The Catholic Church in the United States has taken extraordinary steps in the last decade to stamp out any sexual abuse by clergy or other responsible adults at Catholic churches. The problem is becoming a rarity. But vicious homosexual activists take any Catholic opposition to their agenda and accuse every church official of either sexual abuse or complete tolerance of sexual abuse.
On Friday night’s Real Time with Bill Maher on HBO, America’s leading basher of religion welcomed leftist sex columnist Dan Savage, who claims to be against bullying but often sounds like a bully. He unleashed a tirade against “Catholic f—ing bishops, priests, cardinals” that oppose gay marriage:
There may be no more misleading newspaper sentence in the Virginia governor’s race than this one from reporter Carol Morello in the October 26 Washington Post: “The two major-party candidates running for governor of Virginia are both practicing Catholics.”
The Post did not ask McAuliffe where near his home in Fairfax County he attends church every Sunday and holy day of obligation, which is part of the definition of a “practicing Catholic.” When radio show host Hugh Hewitt pressed him in 2007 about his church attendance after McAuliffe repeatedly cited his “Irish Catholic” bona fides in his autobiography “What a Party,” McAuliffe shot back “I don’t pretend to be a priest, and I don’t pretend to be citing…I don’t cite the Bible once in the book.”
Let’s look at the way the print media reacted to Pope Benedict XVI and Pope Francis after their first six months as pontiff.
We looked at the editorials in 15 of the nation’s largest newspapers to see what they said about the current pope, and his predecessor, after their first six months in office (Pope Francis will celebrate his first six months on September 13).
No one likes to see his religion trashed, and from everything we have learned about [the PBS documentary] "The Life of Muhammad," Muslims have nothing to worry about. The New York Daily News says the film could be subtitled "Islam 101," boasting that "If it helps with greater understanding, it has done its job." A professor who appears in the series praises it for its "balance."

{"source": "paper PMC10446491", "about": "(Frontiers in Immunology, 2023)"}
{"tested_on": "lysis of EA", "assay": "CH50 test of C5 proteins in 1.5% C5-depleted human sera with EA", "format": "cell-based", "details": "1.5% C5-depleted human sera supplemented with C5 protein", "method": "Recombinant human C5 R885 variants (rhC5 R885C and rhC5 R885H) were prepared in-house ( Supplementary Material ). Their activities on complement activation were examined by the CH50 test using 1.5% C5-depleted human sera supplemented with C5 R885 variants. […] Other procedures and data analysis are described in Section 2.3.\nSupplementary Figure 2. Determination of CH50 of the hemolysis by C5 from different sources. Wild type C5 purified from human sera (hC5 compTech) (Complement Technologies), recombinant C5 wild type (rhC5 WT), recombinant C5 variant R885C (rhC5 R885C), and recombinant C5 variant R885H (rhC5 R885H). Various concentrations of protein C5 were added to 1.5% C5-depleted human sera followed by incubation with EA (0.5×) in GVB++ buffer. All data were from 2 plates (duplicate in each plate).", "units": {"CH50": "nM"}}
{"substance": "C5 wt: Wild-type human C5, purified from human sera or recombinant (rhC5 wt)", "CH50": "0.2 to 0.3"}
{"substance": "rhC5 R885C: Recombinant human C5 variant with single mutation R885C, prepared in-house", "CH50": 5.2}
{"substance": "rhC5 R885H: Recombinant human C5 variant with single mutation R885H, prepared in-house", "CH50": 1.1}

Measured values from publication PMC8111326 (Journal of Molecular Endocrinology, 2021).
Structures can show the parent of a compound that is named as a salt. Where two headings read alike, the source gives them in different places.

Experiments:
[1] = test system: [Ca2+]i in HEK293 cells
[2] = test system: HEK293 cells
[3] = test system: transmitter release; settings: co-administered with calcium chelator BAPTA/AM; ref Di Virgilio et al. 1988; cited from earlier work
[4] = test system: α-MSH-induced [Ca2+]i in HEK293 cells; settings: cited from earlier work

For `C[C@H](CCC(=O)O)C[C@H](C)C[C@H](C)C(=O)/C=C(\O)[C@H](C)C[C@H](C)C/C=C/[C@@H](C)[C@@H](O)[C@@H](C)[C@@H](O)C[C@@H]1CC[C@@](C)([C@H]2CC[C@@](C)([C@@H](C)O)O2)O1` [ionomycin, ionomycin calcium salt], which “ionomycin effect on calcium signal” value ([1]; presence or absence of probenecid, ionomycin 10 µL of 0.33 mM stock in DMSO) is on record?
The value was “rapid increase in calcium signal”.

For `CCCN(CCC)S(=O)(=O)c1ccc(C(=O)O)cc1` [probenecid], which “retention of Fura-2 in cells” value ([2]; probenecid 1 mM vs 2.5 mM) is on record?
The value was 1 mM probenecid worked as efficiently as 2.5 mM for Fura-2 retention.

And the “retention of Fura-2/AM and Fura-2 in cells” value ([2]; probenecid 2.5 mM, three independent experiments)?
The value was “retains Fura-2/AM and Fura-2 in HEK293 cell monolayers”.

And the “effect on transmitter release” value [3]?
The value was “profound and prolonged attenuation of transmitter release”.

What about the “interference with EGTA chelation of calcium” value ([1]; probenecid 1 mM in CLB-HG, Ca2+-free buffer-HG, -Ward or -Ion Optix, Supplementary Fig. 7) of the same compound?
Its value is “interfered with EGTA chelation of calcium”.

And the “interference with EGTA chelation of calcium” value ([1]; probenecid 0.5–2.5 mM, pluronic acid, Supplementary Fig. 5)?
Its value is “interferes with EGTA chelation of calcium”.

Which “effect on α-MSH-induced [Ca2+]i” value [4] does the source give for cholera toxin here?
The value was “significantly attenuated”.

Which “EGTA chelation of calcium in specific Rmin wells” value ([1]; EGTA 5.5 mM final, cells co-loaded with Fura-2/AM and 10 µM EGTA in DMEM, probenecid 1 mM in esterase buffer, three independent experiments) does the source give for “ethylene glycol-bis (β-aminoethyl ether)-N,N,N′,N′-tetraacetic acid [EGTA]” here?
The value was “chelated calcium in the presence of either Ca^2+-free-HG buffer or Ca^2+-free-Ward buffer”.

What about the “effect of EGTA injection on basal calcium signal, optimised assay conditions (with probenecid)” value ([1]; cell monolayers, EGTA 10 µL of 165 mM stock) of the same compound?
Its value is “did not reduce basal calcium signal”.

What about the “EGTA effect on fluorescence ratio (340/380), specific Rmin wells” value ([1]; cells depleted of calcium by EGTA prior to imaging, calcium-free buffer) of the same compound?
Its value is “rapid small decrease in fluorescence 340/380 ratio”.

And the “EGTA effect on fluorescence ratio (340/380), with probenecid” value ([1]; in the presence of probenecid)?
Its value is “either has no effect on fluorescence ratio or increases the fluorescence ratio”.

However, a look back at PBS' treatment of the Catholic Church yields few films that could reasonably be dubbed "Catholicism 101," or that could in any way be praised for promoting "greater understanding." In fact, most of the films were flagrantly imbalanced.
A federal judge has ruled that the creation of a cemetery trust fund in 2007 by then-Archbishop Timothy M. Dolan for the Archdiocese of Milwaukee – the subject of a lot of hysterical coverage a month ago in the New York Times – was a completely legitimate and warranted financial transfer.
"Because these funds were held in trust as prescribed by canon law, they were independent of the general assets and could only be used for their intended and pledged purpose – to care for the resting places of the departed as sacred places under canon law," according to the judge's statement published in the Minneapolis Star-Tribune.
The media is imagining a whole new Pope that it can hug and squeeze and calls its own. In its narrative, Pope Francis is a liberal modernizer, and everything he does sweeps that caveman Pope Benedict under the rug. See AP's Vatican reporter Nicole Winfield at the end of the pope's trip to Brazil: "The Francis Revolution is underway. Not everyone is pleased."